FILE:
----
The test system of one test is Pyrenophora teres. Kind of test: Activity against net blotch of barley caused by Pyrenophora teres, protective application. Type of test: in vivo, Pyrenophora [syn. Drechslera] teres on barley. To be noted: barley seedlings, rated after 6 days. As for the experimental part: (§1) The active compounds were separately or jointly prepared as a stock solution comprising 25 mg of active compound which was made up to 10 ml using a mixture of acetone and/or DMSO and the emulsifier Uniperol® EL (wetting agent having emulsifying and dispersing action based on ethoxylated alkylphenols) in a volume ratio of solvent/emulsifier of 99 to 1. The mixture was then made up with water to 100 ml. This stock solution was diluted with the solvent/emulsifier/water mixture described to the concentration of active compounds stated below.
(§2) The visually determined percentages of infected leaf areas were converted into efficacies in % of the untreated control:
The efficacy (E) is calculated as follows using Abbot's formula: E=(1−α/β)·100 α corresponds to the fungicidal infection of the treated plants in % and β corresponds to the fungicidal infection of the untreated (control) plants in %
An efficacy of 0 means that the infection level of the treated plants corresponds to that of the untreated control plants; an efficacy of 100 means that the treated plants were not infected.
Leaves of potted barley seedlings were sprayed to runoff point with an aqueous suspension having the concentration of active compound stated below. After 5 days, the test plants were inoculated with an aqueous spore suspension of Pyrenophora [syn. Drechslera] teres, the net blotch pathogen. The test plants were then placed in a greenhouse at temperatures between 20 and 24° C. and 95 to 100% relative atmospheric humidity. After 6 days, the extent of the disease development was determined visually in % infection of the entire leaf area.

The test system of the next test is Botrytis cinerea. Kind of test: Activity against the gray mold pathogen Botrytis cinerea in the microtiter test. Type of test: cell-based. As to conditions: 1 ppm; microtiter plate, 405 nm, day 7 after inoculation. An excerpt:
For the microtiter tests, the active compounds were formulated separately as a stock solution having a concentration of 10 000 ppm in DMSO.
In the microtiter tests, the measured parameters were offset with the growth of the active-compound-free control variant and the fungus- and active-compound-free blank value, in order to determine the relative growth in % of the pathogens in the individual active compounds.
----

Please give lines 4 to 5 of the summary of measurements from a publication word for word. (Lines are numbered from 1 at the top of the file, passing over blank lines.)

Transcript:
An efficacy of 0 means that the infection level of the treated plants corresponds to that of the untreated control plants; an efficacy of 100 means that the treated plants were not infected.
Leaves of potted barley seedlings were sprayed to runoff point with an aqueous suspension having the concentration of active compound stated below. After 5 days, the test plants were inoculated with an aqueous spore suspension of Pyrenophora [syn. Drechslera] teres, the net blotch pathogen. The test plants were then placed in a greenhouse at temperatures between 20 and 24° C. and 95 to 100% relative atmospheric humidity. After 6 days, the extent of the disease development was determined visually in % infection of the entire leaf area.